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Baseball is a bat-and-ball game played between two opposing teams who take turns batting and fielding. The game proceeds when a player on the fielding team, called the pitcher, throws a ball which a player on the batting team tries to hit with a bat. The objectives of the offensive team (batting team) are to hit the ball into the field of play, and to run the bases—having its runners advance counter-clockwise around four bases to score what are called "runs". The objective of the defensive team (fielding team) is to prevent batters from becoming runners, and to prevent runners' advance around the bases. A run is scored when a runner legally advances around the bases in order and touches home plate (the place where the player started as a batter). The team that scores the most runs by the end of the game is the winner.

The first objective of the batting team is to have a player reach first base safely. A player on the batting team who reaches first base without being called "out" can attempt to advance to subsequent bases as a runner, either immediately or during teammates' turns batting. The fielding team tries to prevent runs by getting batters or runners "out", which forces them out of the field of play. Both the pitcher and fielders have methods of getting the batting team's players out. The opposing teams switch back and forth between batting and fielding; the batting team's turn to bat is over once the fielding team records three outs. One turn batting for each team constitutes an inning. A game is usually composed of nine innings, and the team with the greater number of runs at the end of the game wins. If scores are tied at the end of nine innings, extra innings are usually played. Baseball has no game clock, although most games end in the ninth inning.

Baseball evolved from older bat-and-ball games already being played in England by the mid-18th century. This game was brought by immigrants to North America, where the modern version developed. By the late 19th century, baseball was widely recognized as the national sport of the United States. Baseball is popular in North America and parts of Central and South America, the Caribbean, and East Asia, particularly in Japan and South Korea.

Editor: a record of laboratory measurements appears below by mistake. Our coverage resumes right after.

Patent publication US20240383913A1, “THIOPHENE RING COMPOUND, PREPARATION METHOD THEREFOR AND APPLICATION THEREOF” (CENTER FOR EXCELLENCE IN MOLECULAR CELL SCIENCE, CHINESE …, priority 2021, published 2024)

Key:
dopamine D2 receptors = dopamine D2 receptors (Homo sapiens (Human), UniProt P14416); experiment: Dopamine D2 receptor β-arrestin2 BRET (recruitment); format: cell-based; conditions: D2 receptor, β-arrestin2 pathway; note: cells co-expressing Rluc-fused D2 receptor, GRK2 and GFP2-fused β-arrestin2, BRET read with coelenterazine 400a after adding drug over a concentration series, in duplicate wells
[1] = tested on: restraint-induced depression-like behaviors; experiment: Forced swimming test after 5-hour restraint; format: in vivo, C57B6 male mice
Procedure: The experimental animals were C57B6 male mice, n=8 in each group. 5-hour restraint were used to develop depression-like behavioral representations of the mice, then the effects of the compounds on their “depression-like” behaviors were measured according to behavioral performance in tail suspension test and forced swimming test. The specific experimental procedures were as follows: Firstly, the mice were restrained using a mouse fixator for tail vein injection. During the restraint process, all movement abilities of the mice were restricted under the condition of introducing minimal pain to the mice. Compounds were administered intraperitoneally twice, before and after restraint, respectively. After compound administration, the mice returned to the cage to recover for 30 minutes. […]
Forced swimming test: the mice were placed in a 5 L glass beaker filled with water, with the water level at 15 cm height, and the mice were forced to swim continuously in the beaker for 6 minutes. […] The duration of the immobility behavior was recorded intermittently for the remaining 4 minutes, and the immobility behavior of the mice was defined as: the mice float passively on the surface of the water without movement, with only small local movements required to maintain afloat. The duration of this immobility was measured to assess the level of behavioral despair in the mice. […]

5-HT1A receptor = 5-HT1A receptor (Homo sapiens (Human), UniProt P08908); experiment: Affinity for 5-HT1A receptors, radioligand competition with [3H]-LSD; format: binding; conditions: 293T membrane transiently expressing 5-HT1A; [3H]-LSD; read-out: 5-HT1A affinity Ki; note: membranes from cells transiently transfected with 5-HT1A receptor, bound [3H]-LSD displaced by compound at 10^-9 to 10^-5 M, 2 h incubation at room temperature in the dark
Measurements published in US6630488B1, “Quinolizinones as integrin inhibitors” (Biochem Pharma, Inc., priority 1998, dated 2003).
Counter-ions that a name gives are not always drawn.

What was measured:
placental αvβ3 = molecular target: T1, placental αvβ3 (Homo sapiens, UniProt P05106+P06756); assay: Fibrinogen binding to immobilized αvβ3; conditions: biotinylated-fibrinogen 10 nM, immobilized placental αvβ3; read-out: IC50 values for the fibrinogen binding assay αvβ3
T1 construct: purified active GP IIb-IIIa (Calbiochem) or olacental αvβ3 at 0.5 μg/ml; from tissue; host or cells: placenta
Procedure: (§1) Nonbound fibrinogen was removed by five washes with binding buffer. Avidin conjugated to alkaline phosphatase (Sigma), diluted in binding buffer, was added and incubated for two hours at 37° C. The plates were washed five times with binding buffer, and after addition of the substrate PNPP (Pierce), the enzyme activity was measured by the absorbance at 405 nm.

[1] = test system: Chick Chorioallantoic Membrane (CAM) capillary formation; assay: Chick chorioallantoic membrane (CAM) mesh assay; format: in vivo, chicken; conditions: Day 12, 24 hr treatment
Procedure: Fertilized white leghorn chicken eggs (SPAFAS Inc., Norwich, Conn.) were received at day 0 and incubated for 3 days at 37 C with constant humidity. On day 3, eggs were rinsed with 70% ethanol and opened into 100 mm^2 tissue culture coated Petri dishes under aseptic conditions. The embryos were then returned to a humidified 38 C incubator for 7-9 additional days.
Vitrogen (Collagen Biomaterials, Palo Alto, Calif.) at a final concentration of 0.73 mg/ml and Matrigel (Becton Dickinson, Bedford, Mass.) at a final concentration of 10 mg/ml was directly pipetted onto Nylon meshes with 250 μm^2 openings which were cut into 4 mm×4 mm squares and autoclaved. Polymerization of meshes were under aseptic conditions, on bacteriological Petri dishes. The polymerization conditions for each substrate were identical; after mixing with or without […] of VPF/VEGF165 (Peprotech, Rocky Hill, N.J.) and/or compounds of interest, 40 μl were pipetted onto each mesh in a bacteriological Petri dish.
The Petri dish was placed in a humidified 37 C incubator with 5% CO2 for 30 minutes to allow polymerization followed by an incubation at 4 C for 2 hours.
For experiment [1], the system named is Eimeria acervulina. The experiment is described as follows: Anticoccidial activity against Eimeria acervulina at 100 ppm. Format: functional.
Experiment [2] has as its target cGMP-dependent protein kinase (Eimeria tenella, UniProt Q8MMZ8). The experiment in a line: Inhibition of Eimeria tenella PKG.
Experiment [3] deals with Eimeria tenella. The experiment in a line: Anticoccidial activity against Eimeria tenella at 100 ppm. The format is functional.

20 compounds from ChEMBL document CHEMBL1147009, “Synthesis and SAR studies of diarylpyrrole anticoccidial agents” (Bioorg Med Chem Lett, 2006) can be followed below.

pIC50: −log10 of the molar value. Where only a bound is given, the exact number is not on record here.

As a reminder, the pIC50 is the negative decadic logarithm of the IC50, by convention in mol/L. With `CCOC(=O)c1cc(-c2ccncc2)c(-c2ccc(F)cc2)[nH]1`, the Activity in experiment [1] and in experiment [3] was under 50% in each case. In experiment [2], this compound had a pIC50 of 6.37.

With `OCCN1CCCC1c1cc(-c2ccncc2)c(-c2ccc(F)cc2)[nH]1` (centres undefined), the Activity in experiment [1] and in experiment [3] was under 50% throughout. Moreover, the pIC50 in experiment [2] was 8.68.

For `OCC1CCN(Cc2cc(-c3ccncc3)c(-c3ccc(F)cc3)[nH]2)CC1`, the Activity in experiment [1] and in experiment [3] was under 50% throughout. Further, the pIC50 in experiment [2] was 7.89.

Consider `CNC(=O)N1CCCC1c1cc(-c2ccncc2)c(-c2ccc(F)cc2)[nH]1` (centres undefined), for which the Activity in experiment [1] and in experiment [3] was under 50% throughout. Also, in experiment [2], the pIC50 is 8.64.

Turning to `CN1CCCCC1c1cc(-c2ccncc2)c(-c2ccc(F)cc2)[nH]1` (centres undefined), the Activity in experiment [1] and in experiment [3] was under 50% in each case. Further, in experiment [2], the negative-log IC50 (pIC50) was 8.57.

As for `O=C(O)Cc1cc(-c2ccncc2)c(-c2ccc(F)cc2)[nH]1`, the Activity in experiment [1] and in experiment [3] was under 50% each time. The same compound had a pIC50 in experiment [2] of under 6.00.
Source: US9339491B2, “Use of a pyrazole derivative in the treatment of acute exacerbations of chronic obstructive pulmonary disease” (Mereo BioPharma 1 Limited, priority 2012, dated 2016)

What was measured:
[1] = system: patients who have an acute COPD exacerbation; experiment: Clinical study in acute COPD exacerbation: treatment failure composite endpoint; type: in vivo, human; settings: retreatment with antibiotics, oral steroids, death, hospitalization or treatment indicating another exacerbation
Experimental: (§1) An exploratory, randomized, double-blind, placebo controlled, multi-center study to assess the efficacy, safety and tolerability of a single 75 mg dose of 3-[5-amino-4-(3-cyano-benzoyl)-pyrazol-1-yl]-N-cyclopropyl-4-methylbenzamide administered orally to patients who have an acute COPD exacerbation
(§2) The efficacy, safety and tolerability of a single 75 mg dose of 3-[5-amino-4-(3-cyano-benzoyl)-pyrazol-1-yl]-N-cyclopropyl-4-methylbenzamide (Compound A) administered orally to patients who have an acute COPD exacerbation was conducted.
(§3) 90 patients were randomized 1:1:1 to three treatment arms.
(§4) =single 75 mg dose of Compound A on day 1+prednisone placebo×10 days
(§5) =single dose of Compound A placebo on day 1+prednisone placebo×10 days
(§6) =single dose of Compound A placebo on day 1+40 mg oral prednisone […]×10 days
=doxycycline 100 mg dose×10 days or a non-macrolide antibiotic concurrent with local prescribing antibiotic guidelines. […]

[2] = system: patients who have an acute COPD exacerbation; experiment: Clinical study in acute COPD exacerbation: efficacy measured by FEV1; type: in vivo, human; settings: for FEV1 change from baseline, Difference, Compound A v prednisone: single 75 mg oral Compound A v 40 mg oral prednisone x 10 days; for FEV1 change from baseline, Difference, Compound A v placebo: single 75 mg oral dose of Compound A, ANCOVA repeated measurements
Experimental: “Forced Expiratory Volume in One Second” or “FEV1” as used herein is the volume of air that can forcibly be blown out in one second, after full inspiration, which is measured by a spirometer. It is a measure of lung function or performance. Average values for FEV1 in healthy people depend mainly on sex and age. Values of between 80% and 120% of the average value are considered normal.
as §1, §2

In the United States and Canada, professional Major League Baseball (MLB) teams are divided into the National League (NL) and American League (AL), each with three divisions: East, West, and Central. The MLB champion is determined by playoffs that culminate in the World Series. The top level of play is similarly split in Japan between the Central and Pacific Leagues and in Cuba between the West League and East League. The World Baseball Classic, organized by the World Baseball Softball Confederation, is the major international competition of the sport and attracts the top national teams from around the world.

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Jackie Robinson
Jackie Robinson Day is a traditional event which occurs annually in Major League Baseball, commemorating and honoring the day Jackie Robinson made his major league debut. Initiated for the first time on April 15, 2004, Jackie Robinson Day is celebrated each year on the same date. The festivity is a result of Robinson's memorable career, best known for becoming the first African-American major league baseball player of the modern era in 1947. His debut with the Brooklyn Dodgers (today known as the Los Angeles Dodgers) ended approximately eighty years of baseball segregation, also known as the baseball color line, or color barrier. He also was inducted into the Baseball Hall of Fame in 1962, remembered for his services with the number 42 jersey. The gala is often celebrated at varied ballparks by Major League team players. Shea Stadium was one of the prominent venues hosting the event, having commemorated the retirement of Robinson's number 42 jersey in 1997. The numbered jersey is still worn to mark the event every year. Bob DuPuy, the President and Chief Operating Officer of Major League baseball, described Jackie Robinson Day as a significance "not only for baseball, but for our country in general."